Figure 3 illustrates detailed results for Kernel 8.2 when . The “CUDA” plot shows the real runtime of the kernel launched on a device while the “RP-Estimated” plot shows the estimates obtained from our rational program. The axis shows the various thread block configurations. The runtime values on axis are normalized to values between and .

Table 3 shows the best configuration () for and estimated by the rational program of each example. Notice these values of are much larger than those used during the instrumentation and construction of the rational program. This shows that the rational program can extrapolate on the data used for its construction and accurately estimate optimal program parameters for different data parameters. To compare the thread block configuration deemed optimal by the rational program () and the optimal thread block configuration determined by actually executing the program with various thread block configurations we calculate the value named “Error”. This is a percentage given by ( - Best_time)/(Worst_time - Best_time) * 100%, where “” is the actual running time of the program using the thread block configuration in millisecond. Best_time and Worst_time are as defined above. The error percentage shows the quality of our estimation; it clearly shows the difference between the estimated configuration and the actual best configuration. This percentage should be as small as possible to indicate a good estimation.

As an exercise in the practicality of our technique, we also show the default thread block configuration () given by the benchmarks and “”, the actual running time of the program using the thread block configuration in the same table. Compared to the default configurations, the rational program determines a better configuration for more than half of the kernels. Notice that, in most cases, the same default configuration is used for all kernels within a single example. In contrast, our rational program can produce different configurations optimized for each kernel individually.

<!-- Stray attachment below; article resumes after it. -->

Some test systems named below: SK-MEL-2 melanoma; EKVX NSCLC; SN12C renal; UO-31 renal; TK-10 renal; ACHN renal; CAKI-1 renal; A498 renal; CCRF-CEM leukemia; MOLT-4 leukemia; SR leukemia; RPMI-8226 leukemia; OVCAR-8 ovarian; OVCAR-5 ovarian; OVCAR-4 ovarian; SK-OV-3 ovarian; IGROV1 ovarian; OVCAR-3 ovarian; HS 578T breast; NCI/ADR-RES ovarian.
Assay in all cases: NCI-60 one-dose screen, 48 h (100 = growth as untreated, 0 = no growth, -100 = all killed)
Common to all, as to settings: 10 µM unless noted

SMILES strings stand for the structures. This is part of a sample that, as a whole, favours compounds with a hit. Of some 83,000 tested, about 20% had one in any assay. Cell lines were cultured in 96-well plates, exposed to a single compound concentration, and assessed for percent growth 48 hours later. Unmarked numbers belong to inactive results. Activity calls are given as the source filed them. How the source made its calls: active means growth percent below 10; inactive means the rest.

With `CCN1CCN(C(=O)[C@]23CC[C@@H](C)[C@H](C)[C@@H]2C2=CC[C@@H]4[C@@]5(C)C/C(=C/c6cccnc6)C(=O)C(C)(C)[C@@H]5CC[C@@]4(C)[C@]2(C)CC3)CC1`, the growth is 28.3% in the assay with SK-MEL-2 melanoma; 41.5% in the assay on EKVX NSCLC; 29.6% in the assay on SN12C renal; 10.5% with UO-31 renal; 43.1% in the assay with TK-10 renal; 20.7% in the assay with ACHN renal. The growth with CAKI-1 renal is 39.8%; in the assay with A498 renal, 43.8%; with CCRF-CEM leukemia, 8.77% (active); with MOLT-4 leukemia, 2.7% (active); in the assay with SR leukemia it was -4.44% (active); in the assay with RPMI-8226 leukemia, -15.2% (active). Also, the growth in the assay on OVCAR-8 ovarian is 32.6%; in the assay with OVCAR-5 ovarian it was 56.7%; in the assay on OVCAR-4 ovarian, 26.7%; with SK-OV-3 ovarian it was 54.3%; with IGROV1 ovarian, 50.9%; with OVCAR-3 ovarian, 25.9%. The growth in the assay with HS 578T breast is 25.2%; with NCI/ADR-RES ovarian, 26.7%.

As mentioned in Section 4.1, we use both Ocelot (Diamos et al., 2010) and NVIDIA’s nvprof(Corporation, 2019b) as instrumentors in the data collection step. The “Error” of the implementation based on data collected by Ocelot is shown in the column “Ocel” in Table 3. We can see that the overall performance is better with nvprof, but for some benchmarks, for example Kernel 12, the best configuration picked by the rational program is not as expected. We attribute this to the limitations of the underlying MWP-CWP model we use.

More experimental results may be found on our GitHub repository: https://github.com/orcca-uwo/Parametric_Estimation/tree/master/plots

Benchmark Description Kernel name Kernel ID
2D Convolution 2-D convolution Convolution2D_kernel
FDTD_2D 2-D Finite Different fdtd_step1_kernel